address_match_list = 1*address_match_element address_match_element = [ "!" ] (ip_address / ip_prefix / acl_name / address_match_list) ";"
Address match lists are lists of elements. The elements can be any of the following:
The ACLs "any", "none", "localhost" and "localnets" are
predefined. More information can be found in the description of the
Elements can be negated with a leading "!".
When a given IP address or prefix is compared to an address match list, the list is traversed in order and the first match (regardless of negation) is used. The interpretation of a match depends on whether the list is being used for access control or as a topology.
When used as an access control list, a non-negated match allows
access and a negated match denies access. If there is no match,
access is denied. The clauses
allow-update all use
address match lists like this. Similarly, the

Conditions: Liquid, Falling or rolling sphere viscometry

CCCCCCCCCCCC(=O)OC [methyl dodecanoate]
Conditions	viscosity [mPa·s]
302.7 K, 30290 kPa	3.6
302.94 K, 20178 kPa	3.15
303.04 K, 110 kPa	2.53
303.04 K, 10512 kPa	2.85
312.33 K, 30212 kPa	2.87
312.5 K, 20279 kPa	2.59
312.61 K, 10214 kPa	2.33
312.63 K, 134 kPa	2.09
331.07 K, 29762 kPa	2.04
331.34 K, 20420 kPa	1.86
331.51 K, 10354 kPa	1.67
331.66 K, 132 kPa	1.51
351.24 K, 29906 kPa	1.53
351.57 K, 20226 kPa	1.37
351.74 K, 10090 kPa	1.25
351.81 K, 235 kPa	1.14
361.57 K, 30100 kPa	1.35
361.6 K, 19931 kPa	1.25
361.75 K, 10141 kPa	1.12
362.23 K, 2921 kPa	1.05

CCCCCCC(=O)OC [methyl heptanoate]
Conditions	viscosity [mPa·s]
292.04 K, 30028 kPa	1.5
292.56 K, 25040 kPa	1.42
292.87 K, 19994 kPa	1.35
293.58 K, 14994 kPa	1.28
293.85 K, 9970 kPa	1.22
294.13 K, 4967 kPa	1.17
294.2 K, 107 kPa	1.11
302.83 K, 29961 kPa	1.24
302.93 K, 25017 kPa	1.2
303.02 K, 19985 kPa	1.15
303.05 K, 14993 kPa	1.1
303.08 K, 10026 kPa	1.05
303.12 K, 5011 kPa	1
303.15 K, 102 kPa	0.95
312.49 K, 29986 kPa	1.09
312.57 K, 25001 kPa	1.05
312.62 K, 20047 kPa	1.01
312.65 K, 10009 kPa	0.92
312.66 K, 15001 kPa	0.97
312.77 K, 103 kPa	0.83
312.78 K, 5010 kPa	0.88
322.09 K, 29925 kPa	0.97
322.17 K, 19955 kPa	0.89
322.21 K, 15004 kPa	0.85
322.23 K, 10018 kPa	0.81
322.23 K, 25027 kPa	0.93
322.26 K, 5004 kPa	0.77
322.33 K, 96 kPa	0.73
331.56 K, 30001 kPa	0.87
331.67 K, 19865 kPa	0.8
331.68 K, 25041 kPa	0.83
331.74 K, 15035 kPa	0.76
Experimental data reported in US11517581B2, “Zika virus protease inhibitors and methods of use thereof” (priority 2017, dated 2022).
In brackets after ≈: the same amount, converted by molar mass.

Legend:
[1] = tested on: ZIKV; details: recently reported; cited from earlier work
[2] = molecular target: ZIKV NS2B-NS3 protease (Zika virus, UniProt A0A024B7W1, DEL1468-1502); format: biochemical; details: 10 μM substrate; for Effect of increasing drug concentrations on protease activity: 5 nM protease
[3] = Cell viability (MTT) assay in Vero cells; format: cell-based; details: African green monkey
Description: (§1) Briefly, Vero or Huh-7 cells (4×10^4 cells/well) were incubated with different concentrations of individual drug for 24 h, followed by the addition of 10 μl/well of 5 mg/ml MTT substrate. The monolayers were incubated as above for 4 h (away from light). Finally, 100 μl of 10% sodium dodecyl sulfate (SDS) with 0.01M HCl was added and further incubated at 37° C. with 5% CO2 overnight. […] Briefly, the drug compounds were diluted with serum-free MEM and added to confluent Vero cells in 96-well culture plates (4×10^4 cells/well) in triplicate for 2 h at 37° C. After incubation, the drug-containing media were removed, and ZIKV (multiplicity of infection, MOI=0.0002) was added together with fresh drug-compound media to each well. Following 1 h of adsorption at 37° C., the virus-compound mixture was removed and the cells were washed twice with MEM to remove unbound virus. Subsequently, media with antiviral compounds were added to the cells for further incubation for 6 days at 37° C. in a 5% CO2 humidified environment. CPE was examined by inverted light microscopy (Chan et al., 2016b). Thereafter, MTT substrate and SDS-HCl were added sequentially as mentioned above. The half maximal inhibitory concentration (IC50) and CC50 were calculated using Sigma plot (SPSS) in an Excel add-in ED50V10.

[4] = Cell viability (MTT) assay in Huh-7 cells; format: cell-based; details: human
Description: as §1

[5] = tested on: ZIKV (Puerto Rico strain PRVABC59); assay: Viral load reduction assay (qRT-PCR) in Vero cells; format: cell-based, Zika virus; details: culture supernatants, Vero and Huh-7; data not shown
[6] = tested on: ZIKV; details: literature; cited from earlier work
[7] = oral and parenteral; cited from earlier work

clause can use negation to define local addresses which should not be
used to accept nameserver connections.
When used with the
topology clause, a non-negated
match returns a distance based on its postion on the list (the closer
the match is to the start of the list, the shorter the distance is
between it and the server). A negated match will be assigned the
maximum distance from the server. If there is no match, the address
will get a distance which is further than any non-negated list
element, and closer than any negated element.
Because of the first-match aspect of the algorithm, an element that
defines a subset of another element in the list should come before the
broader element, regardless of whether either is negated. For
1.2.3/24; ! 220.127.116.11; the 18.104.22.168
element is completely useless, because the algorithm will match
any lookup for 22.214.171.124 to the 1.2.3/24 element. Using
! 126.96.36.199; 1.2.3/24 fixes that problem by
having 188.8.131.52 blocked by the negation but all other 1.2.3.* hosts
[ BIND Config. File | BIND Home | ISC ]